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Barber Facts: What Are The Most Popular Styles In The Chair?

Barber Facts: What Are The Most Popular Styles In The Chair?

As barbers, one of the questions we often hear is “what haircut do people ask for most?” This may seem like a pretty simple one to answer, but in reality it constantly changes due to a number of factors. 

Perhaps predictably, environment comes into play. For example, a freak Easter heatwave can result in a glut of buzzcut requests, as the winter grow-out suddenly seems like a plan so poor it could’ve been hatched by Liz Truss. 

In a similar vein, as more people first embarked on a work life more home-based; and the need to look sharp for face-to-face meetings became less frequent; many opted for softer scissor cut styles. At the same time the desire for high maintenance, Craig David-esque pencil line beards and suchlike dropped like a social media platform’s value following an Elon Musk takeover. 

Sometimes less predictable for us hair people are current trends. Even those with their finger on the fashion pulse would’ve struggled to foresee the recent surge in requests for mullets, after decades as the style choice predominantly for ranch owners and Rod Stewart impersonators only.  And, remember the stampede for those severe Peeky Blinders cuts? Not looking quite so cool now, right?

However, there are some styles that seemingly never go out of fashion. These are usually the ones that suit the widest selection of people and look consistently good without standing out too much from the crowd. These have to go down as the most consistently popular styles in the chair over the years, for good reason, and they are as follows.

 

The Sweep Back 

Like almost all haircuts, the sweep back has various iterations and the lines have been blurred over the years, however certain elements are essential to the style and have stayed consistent throughout. 

For this cut the back and sides are cut shorter than the top and graduated from being tighter around the ears and neckline to having a bit more length where the sides meet the top (the “top sides”). This can be achieved either with clippers through the lower sides to create a sharper edge or with scissors to create a looser, more layered look. 

On the top locks are snipped so that they get progressively longer towards the fringe, with the bangs left long enough to allow them to be swept back and stay in place. Often to best achieve this the fringe is disconnected whilst the back is connected. 

It’s a great look which can be worn smart and neat with a product such as pomade or looser and more textured with something like a salt spray or styling paste. It also suits a wide variety of hair types. 


The Textured Quiff 

Unlike the previous haircut, this style is one which is never meant to be worn neatly. In essence it is a messy look which has an air of bed head about it, but a considered one. 

The hair on the back and sides is cropped close to the head, commonly this is with clippers but could also be achieved with scissors. In more recent times this look has been teamed with a crisp fade or taper but this is purely optional.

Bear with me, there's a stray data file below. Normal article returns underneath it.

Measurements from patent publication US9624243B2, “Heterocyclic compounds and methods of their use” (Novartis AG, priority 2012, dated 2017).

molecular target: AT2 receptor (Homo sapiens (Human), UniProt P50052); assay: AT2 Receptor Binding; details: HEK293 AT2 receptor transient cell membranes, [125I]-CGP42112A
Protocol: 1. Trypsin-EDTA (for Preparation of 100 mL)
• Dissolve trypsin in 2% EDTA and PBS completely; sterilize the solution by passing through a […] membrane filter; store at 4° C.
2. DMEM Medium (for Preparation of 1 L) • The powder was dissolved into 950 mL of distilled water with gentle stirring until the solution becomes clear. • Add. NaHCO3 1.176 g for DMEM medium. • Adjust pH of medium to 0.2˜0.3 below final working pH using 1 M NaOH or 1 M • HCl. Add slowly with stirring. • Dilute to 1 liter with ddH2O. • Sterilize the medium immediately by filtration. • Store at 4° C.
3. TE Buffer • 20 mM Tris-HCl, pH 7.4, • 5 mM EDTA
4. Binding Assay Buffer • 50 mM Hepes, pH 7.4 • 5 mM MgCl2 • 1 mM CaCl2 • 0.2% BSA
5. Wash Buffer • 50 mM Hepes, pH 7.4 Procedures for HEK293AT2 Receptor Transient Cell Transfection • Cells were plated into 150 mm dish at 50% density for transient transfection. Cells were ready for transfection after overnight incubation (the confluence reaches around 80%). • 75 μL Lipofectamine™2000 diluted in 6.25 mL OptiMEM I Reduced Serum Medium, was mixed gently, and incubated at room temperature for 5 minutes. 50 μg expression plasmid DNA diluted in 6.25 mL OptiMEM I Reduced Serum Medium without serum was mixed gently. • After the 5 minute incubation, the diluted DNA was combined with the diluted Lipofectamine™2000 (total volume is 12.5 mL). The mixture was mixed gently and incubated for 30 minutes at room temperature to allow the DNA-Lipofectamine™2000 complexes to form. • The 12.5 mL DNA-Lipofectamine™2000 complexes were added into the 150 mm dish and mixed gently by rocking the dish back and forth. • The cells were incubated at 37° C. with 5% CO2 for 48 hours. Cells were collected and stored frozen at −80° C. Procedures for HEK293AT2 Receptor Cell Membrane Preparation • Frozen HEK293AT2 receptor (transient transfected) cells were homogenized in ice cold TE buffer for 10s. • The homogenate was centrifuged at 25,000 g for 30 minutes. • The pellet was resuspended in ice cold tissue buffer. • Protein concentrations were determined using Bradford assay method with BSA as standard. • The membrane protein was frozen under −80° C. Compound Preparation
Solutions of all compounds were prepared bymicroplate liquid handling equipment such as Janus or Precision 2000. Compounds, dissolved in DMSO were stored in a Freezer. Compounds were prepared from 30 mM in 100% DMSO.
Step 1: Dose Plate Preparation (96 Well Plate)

The top is point cut, which means that the strands are cut at irregular lengths, to achieve a choppy and textured aesthetic. The fringe is often left longer than the crown, but without so much length that it drops down. This is then swept up and off the forehead.

It’s a good, low maintenance option as the look is a bit less-is-more where styling is concerned. A bit of matt product such as clay worked through the strands and twisted at points should do the trick. If your hair has a tendency to be fine or lifeless then add salt spray or hair powder for an extra boost of volume and texture. 


The Fade 

Whilst fades have always had their place, from military circles to the hip-hop scence, their popularity has boomed in the past decade. It doesn’t look like this is going to wane anytime soon either. 

For this style the hair is cut clinically short on the back and sides, often down to the skin, before being subtly graduated slightly in length from bottom to top. This effect causes a blurred effect when the hair tone becomes more apparent as the length increases, AKA the fade. 

A fade can be teamed with a wide variety of styles on top, from the short and neat crop to longer swept styles when undercut. Be warned though, to keep a fade looking its best you’ll need to be in the barber’s chair on a very regular basis. 


The Layered Mid-Length (“The Bradley Cooper”) 

Often requested by those with longer locks - and just as often coveted by those who don’t - are the layered mid-length styles worn by Bradley Cooper amongst others. 

For this look the hair is left longer on the back and sides and heavily layered to create flow and movement that is commonly directed loosely from front to back. 

A lot of length is also retained on top so that the hair falls into shape naturally where it meets the sides and back. This can either be connected or left with a soft disconnection depending on the desired finish and hair type. 

Products with a more natural finish generally work better for longer and looser styles such as these, so you’ll be swapping the clay for creams or balms. Styling here is predominantly about getting the right levels of hydration (neither too frizzy nor greasy) rather than sculpting. 

It’s a style that works really well for those who have wavy hair, but can be adopted by those with other hair types too as long as there’s some natural volume or density. 



So there you have it, these are a handful of styles that we are most often asked for. If you feel like any of these could be the one for you then we’d be delighted to see you in the chair of any of our expert barbers. 



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